My family is a microcosm of the span of the famed “Baby Boomer” generation. Having met at a USO in Chicago during World War II, my parents married after the war and began their family. My brother was born in 1948, in the early years of the post-war Baby Boom. For another 17 years, there were enough babies born every year (lots and lots) to count as the Baby Boomers, even though “the war” was long past. I was born in 1958, near the end of the boom, which officially closed in 1964.
Every time those first Baby Boomers hit a milestone, it makes news. “Boomers Turn 40!” “Boomers Turn 50!” Boomers Turn 60!” “Boomers Retire!”
Well, when the afore-mentioned Boomers were turning 40 and facing their burgeoning mid-life crises, I was hitting 30 feeling footloose and fancy-free. When they reached 50 and changed the cosmetics market forever in a panic to stay young, I was just heading into my 40’s with a new husband and a soon-to-be blossoming career. And, while older Boomers are now retiring in droves, I’m still stuck in job-land for another 10 years or so.
I’m a ‘baby’ Baby Boomer. I was shaped by the 1960’s, but via the television screen, not a college campus. One of my earliest memories is watching the JFK funeral on a small black & white TV while my mom cried. I was five. In 1968, my brother (the Old Boomer) paid my best friend and I fifty cents each to tear all the Bobby Kennedy campaign banners from his car the day after Bobby was killed. At 20 and involved in his first presidential campaign, he was too heartbroken to do it himself.
My view of those years was skewed by looking through the prism of how they affected him. I paid attention to the war in Vietnam because my big brother was eligible for the draft. I watched violent college protests on TV because he was headed off to college on the other side of the country (Mom’s advice – “do whatever you want out there, but don’t ever let me see your face on the national news!”). I was 12 when four students were killed by the National Guard at Kent State. I couldn’t understand it, and I worried that my brother would be shot on his college campus.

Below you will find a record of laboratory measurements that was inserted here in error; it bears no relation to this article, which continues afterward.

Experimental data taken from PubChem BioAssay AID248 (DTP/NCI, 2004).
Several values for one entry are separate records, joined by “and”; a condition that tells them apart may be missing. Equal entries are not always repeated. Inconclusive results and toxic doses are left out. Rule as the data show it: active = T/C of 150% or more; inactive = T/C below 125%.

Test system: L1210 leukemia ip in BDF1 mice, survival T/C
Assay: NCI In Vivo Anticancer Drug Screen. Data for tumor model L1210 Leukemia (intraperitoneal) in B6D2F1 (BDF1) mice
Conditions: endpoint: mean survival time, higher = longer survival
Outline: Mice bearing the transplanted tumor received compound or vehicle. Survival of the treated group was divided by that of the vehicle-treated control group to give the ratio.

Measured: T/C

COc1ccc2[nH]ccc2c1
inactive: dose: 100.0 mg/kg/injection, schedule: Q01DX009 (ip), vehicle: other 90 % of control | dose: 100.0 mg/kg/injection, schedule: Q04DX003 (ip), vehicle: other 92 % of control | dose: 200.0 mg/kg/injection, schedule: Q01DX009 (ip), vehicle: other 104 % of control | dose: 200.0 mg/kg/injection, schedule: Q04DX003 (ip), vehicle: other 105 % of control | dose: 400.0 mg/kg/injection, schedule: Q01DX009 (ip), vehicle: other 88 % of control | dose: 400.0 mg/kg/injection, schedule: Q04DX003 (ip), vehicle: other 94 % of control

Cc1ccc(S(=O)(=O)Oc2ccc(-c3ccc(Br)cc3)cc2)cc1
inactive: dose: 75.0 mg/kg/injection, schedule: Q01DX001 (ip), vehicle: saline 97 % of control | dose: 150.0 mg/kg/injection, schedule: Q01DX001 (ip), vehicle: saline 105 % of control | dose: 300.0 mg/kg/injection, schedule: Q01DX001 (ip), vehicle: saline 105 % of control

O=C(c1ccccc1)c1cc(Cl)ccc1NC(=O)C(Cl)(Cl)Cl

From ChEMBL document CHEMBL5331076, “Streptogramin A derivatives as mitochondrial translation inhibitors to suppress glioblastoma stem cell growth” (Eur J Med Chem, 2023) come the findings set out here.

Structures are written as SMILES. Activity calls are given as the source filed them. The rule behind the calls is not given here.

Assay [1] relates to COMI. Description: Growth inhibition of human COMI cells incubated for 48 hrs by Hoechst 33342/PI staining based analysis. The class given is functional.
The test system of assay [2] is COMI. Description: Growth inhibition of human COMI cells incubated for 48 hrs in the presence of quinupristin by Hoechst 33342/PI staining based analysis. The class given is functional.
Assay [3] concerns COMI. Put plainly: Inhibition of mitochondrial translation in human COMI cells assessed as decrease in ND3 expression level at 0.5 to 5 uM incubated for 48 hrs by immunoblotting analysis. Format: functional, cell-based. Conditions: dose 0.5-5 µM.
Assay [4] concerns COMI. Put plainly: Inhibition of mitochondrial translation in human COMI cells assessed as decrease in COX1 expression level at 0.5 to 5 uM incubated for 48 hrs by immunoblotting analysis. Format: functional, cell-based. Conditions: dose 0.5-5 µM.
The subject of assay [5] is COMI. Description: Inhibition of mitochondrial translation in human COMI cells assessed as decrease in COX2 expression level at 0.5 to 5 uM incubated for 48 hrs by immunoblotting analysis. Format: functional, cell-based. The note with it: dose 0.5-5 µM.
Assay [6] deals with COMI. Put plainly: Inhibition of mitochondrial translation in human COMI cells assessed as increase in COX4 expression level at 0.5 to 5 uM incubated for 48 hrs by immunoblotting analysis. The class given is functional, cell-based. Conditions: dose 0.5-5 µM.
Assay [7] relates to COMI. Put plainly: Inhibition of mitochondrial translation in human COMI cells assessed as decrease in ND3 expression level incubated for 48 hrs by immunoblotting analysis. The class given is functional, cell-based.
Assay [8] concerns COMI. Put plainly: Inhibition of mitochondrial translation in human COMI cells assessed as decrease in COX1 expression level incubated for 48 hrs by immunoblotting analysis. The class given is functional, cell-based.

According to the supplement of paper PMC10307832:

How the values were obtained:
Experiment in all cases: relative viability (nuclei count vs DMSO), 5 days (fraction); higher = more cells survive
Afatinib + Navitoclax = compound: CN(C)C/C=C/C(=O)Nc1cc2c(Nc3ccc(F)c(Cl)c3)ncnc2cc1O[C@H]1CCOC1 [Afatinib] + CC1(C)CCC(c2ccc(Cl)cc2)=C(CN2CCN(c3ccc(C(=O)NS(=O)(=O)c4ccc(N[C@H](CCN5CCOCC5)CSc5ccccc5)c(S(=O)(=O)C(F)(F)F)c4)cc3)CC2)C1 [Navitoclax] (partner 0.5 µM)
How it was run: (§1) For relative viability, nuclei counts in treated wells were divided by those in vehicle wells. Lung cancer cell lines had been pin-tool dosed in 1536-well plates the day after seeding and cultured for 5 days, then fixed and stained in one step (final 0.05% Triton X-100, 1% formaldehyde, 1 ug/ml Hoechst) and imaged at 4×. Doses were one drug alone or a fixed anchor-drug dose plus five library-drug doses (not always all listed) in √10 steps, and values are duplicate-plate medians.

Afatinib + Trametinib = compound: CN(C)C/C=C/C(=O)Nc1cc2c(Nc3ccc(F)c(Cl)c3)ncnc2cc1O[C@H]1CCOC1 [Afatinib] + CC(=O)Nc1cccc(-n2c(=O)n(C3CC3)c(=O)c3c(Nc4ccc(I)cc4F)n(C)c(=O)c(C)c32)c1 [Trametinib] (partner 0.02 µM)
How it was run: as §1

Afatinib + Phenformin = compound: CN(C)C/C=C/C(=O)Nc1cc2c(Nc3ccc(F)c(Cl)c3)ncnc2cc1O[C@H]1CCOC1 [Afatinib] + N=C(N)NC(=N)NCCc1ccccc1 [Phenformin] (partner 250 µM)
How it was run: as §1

Our childhoods were so very different. He grew up with Andy and Opie. I grew up with Laugh-In. He was an Eagle Scout with a stay-at-home mom in a one car family. They had a fishing boat and went tent camping in the Adirondacks for vacation. He played Little League on a small local diamond (that’s still there). I had a working mom in a family that boasted two cars, three snowmobiles, two boats, and a camper. We went to New York City for vacation and stayed at the McAlpin (not quite the Waldorf, but almost right next door). I showed horses for fun. Yeah – being ten in 1968 was a whole lot different than being ten in 1958.
1958 was full of hope. Ten-year-olds didn’t have a care in the world then. 1958 was Sputnik, Elvis, Alaska, de Gaulle and Eisenhower. Yes, Castro and Khrushchev made a little noise, but that stuff rarely made it into the family living room. Good grief, the musical hero of the year was Van Cliburn.
1968 was a whole lot more complicated, and the news of the day was in our living room in living color. It was LBJ, Vietnam, Nixon and hijackings. Martin Luther King and Bobby Kennedy were both gunned down. Campuses burned, and Led Zeppelin rocked the radio while Hair rocked Broadway. In ten short years, the world had turned upside down.
My mom often says she feels like she raised two “only children”. I thought she meant it was just because we were ten years apart – he was an only child for ten years, then I came along, then he was off to college with I was only eight. But I wonder now if her statement also covers the fact that she raised two children in two such completely different eras.
Some studies show that young Boomers like me don’t like being called “Baby Boomers”. That’s probably a knee-jerk reaction to wanting to clarify that we’re not as old as those other guys. But I don’t mind it. Being a Boomer is cool. We’re part of the generation that changed the world. We may not be the “greatest generation” like our parents, but we were the 500 lb. gorilla that had to be dealt with. We changed everything – politics, entertainment, fashion, civil rights. We rocked the workplace, and powered the economy as we set aside our hippy beads (well, the old Boomers had more of those than us…), and we went into the workforce – men and women. As we’ve aged (we’ll all be over 50 within 4 years), we continue to throw our collective weight around, for good and for not-so-good. We’re spending Social Security dollars faster than our children can replenish them. Senior living centers are springing up everywhere. Powered wheelchairs now come in bright colors and stylish shapes. We’ll need more doctors and nurses as we all begin to fall apart. We’ve got another good 40 or maybe even 50 years of making our mark on society. Sorry, kids!
Why would I want to be called the “X” “Y” or “Z” generation? What does that even mean, anyway? It’s lame.
Nope, call me a Baby Boomer, and I’ll take the name with pride. Just don’t mix me up with those really old Boomers like my brother. I’ll stick with being a Baby Baby Boomer, thank you very much!